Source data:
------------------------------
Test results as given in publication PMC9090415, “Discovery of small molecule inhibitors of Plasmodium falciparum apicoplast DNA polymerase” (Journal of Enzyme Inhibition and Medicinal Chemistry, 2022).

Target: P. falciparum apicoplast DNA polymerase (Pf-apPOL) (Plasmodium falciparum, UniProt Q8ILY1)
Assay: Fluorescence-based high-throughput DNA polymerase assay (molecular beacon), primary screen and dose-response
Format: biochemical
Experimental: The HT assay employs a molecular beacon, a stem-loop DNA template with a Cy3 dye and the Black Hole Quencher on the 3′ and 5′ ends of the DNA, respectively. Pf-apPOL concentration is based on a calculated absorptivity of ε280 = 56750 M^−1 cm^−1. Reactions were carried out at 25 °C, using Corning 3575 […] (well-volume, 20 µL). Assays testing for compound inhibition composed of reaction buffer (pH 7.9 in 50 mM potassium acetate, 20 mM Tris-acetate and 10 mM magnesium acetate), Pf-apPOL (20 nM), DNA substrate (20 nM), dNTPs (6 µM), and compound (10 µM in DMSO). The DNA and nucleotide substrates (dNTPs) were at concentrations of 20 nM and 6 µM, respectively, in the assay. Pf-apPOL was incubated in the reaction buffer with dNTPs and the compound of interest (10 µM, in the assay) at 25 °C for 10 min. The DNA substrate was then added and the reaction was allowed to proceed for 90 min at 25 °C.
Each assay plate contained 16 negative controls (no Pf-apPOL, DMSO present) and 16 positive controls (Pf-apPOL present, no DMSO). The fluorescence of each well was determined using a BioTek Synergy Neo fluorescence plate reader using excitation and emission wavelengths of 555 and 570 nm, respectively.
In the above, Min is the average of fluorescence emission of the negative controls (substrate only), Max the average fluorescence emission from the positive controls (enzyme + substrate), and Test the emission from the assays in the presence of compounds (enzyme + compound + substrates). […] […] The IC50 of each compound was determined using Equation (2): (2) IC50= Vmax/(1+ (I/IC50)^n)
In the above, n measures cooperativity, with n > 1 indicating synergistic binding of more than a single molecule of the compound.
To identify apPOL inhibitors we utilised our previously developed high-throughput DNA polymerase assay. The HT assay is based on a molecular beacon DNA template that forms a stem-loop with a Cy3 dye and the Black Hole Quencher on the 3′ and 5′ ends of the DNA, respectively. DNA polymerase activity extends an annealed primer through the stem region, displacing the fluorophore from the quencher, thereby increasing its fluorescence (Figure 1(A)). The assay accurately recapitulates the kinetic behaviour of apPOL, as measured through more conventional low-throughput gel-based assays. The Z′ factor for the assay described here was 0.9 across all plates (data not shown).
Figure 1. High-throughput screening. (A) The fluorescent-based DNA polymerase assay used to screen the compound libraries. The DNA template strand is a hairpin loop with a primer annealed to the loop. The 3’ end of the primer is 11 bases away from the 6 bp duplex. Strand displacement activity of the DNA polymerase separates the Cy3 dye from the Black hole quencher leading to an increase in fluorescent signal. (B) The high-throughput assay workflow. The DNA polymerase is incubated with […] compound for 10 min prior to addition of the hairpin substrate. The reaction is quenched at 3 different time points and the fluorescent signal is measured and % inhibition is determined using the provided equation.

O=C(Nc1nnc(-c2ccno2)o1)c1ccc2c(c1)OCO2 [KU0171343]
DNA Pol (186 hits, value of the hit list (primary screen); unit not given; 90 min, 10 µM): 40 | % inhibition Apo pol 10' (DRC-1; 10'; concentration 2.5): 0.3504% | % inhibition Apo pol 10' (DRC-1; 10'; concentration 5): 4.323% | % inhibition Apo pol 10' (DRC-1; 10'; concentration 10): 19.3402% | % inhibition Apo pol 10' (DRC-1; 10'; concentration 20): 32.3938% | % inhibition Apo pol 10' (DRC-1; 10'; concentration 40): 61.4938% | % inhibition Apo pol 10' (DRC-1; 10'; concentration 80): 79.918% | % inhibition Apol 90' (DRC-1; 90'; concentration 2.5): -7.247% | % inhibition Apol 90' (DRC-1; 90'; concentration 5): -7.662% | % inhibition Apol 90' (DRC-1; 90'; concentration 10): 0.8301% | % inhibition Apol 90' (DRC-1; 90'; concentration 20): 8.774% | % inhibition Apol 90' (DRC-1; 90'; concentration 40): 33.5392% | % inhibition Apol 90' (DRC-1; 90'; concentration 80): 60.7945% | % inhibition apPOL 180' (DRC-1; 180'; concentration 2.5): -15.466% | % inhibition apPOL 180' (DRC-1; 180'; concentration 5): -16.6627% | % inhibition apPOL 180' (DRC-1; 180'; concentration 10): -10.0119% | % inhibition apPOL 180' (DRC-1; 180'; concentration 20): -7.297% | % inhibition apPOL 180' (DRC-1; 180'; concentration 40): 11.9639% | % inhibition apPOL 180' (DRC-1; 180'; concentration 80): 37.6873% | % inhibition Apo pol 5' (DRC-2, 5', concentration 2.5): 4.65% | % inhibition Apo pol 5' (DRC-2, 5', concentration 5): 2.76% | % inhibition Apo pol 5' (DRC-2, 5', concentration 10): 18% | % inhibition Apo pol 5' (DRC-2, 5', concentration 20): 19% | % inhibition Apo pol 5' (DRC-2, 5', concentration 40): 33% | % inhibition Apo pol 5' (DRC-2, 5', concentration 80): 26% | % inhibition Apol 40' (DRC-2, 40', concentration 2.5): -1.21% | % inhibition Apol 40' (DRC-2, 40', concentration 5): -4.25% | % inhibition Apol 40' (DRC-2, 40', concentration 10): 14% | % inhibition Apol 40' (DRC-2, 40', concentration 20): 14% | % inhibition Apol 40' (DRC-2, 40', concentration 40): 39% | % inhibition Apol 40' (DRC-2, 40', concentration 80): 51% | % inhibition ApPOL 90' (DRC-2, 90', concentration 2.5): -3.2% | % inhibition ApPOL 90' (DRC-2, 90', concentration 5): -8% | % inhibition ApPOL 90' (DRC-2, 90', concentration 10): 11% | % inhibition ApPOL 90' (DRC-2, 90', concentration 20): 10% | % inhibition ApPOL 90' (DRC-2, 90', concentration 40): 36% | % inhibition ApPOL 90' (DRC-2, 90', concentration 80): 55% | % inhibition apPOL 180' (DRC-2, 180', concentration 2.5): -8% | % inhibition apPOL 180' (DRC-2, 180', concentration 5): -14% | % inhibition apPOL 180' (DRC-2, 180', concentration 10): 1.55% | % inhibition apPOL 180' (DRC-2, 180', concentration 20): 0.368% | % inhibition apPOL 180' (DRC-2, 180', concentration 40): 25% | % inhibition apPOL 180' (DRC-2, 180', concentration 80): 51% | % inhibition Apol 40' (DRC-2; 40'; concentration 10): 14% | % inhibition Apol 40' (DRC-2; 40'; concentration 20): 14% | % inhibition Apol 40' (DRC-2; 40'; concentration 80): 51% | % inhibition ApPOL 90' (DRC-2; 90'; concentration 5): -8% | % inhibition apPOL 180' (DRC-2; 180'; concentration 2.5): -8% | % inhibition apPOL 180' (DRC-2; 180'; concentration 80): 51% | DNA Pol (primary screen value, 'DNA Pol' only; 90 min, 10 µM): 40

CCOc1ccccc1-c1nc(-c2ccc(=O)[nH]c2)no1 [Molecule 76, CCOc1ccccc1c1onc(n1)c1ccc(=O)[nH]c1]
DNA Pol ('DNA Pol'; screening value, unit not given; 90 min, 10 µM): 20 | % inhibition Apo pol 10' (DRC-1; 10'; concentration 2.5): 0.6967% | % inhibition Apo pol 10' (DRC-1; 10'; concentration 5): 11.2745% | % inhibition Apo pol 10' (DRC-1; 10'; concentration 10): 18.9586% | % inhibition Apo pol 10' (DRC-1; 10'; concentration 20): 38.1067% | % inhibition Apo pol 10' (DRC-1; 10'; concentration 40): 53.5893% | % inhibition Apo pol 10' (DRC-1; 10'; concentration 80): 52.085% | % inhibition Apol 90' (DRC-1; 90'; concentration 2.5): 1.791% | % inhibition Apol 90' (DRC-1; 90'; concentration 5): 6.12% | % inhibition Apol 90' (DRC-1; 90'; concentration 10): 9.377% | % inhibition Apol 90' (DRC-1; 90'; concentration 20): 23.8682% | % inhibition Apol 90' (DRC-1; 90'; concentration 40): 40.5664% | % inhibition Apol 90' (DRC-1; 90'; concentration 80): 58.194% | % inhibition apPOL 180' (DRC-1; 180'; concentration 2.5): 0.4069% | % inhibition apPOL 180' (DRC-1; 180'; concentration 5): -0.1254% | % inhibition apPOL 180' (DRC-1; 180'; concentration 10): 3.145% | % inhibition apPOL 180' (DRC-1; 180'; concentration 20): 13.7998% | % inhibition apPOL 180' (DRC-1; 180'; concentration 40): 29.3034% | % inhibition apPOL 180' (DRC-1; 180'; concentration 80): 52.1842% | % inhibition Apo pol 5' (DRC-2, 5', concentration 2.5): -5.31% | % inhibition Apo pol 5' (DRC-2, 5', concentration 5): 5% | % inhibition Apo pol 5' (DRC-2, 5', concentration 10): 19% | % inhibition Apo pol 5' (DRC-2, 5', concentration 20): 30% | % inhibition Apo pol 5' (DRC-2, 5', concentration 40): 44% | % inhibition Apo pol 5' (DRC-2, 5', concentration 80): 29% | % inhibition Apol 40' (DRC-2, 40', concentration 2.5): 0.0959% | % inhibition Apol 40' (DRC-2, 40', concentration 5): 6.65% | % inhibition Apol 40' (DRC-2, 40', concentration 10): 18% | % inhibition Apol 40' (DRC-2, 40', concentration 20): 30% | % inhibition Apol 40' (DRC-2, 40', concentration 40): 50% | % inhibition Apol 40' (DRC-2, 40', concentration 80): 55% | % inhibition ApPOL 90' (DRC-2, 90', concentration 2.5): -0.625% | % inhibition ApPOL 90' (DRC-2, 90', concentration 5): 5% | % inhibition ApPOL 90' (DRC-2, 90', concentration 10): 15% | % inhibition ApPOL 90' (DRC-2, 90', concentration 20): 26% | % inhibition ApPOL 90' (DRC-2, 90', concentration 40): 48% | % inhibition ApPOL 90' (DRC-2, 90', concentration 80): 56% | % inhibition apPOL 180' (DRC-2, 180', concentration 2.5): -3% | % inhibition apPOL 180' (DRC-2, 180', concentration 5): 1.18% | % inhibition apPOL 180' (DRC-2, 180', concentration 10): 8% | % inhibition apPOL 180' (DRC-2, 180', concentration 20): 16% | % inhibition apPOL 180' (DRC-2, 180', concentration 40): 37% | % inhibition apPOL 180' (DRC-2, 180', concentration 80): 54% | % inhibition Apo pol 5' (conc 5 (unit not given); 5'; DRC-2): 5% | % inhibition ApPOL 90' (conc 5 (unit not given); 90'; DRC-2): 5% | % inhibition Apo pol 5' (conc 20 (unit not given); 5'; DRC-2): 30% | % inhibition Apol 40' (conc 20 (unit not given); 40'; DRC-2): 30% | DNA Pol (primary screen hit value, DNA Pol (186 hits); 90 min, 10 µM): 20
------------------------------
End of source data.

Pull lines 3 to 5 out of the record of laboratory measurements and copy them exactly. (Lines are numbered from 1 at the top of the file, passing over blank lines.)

Assay: Fluorescence-based high-throughput DNA polymerase assay (molecular beacon), primary screen and dose-response
Format: biochemical
Experimental: The HT assay employs a molecular beacon, a stem-loop DNA template with a Cy3 dye and the Black Hole Quencher on the 3′ and 5′ ends of the DNA, respectively. Pf-apPOL concentration is based on a calculated absorptivity of ε280 = 56750 M^−1 cm^−1. Reactions were carried out at 25 °C, using Corning 3575 […] (well-volume, 20 µL). Assays testing for compound inhibition composed of reaction buffer (pH 7.9 in 50 mM potassium acetate, 20 mM Tris-acetate and 10 mM magnesium acetate), Pf-apPOL (20 nM), DNA substrate (20 nM), dNTPs (6 µM), and compound (10 µM in DMSO). The DNA and nucleotide substrates (dNTPs) were at concentrations of 20 nM and 6 µM, respectively, in the assay. Pf-apPOL was incubated in the reaction buffer with dNTPs and the compound of interest (10 µM, in the assay) at 25 °C for 10 min. The DNA substrate was then added and the reaction was allowed to proceed for 90 min at 25 °C.